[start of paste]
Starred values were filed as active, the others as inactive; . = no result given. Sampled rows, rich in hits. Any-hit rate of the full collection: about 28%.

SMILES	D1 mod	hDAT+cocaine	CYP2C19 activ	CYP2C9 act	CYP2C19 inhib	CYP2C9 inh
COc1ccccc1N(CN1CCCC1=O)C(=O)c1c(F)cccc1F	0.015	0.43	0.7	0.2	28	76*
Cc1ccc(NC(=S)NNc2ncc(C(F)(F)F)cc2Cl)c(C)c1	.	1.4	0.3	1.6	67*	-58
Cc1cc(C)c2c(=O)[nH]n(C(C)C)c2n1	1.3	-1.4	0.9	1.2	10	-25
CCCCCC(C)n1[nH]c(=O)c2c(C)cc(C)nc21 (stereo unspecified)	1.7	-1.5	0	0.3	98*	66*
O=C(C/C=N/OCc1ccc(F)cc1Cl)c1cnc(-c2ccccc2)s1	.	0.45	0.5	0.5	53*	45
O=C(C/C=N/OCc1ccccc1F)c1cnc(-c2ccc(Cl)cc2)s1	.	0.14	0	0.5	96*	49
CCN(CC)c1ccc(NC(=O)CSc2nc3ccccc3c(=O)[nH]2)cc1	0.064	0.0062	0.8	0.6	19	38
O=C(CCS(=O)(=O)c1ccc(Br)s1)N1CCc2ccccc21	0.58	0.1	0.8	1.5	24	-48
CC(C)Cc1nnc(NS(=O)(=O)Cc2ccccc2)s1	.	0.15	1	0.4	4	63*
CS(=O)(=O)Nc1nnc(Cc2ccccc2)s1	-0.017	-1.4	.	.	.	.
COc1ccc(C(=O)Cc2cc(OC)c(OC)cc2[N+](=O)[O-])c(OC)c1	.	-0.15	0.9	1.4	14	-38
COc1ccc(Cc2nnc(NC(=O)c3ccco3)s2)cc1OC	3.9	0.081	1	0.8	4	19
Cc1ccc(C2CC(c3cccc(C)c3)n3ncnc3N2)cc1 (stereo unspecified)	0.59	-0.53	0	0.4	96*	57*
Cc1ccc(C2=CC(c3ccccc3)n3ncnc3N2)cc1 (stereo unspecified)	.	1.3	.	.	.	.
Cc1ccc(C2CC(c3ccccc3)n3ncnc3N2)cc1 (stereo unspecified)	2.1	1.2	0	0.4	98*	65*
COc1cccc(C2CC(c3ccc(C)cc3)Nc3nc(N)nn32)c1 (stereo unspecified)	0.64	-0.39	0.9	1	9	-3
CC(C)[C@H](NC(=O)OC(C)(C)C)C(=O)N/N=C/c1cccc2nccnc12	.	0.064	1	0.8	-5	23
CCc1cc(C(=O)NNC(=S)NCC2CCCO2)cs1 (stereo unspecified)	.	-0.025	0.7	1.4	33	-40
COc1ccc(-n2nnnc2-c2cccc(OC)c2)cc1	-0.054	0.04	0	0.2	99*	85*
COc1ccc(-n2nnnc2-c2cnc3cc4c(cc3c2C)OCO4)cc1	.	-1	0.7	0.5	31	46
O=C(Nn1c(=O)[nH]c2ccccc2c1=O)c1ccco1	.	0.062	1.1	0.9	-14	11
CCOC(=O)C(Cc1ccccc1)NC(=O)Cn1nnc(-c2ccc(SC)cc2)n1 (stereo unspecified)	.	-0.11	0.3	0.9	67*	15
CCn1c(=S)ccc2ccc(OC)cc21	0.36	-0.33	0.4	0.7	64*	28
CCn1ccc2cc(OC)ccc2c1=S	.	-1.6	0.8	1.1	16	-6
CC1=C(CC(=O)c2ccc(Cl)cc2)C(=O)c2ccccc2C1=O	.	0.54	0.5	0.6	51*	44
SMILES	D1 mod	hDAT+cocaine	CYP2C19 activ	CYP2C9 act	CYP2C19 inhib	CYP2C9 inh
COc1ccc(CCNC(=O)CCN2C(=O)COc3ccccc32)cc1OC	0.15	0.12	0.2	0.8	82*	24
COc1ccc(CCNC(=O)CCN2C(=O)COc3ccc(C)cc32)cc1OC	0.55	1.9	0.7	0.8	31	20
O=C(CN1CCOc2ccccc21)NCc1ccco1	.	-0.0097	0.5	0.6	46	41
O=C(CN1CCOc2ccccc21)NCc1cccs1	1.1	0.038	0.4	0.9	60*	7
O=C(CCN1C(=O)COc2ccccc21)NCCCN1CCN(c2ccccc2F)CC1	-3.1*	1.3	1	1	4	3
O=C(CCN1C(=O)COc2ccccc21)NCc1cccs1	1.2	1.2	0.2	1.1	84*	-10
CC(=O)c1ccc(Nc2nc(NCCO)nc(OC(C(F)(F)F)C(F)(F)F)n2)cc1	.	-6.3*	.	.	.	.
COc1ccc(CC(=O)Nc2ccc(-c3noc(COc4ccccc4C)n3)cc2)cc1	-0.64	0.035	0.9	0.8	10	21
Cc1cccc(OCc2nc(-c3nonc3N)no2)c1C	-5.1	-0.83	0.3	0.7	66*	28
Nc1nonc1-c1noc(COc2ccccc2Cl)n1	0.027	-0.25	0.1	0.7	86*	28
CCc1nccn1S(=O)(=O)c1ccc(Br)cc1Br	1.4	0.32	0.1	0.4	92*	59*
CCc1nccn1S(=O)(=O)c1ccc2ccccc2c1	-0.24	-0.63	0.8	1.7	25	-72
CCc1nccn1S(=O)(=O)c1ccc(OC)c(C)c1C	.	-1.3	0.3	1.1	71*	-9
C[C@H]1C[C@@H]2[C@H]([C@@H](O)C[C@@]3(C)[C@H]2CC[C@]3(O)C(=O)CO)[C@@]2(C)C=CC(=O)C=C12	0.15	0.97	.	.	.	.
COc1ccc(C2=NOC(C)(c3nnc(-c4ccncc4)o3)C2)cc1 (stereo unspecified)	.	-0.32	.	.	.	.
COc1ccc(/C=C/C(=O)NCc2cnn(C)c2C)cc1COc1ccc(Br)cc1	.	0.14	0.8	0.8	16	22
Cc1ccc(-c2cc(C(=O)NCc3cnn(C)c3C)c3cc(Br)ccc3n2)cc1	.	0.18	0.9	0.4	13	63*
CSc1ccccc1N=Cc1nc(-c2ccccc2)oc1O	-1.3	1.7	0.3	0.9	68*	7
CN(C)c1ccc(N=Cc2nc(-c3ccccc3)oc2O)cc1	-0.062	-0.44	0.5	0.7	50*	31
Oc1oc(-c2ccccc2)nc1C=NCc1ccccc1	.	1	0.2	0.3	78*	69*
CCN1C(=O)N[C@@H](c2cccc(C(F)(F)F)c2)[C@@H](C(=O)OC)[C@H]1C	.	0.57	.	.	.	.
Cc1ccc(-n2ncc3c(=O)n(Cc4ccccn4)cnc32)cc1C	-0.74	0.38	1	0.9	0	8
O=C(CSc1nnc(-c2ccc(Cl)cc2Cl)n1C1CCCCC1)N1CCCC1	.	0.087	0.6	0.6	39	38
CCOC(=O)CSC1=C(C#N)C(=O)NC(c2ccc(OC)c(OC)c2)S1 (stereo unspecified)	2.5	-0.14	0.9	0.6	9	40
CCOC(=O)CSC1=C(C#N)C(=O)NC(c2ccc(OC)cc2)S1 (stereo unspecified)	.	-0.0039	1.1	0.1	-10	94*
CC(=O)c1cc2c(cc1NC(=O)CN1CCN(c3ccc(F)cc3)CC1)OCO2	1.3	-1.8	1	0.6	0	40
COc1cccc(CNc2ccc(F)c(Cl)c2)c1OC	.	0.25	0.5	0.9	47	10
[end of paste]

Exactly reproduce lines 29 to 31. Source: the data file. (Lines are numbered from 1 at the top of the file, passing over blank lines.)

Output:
COc1ccc(CCNC(=O)CCN2C(=O)COc3ccccc32)cc1OC	0.15	0.12	0.2	0.8	82*	24
COc1ccc(CCNC(=O)CCN2C(=O)COc3ccc(C)cc32)cc1OC	0.55	1.9	0.7	0.8	31	20
O=C(CN1CCOc2ccccc21)NCc1ccco1	.	-0.0097	0.5	0.6	46	41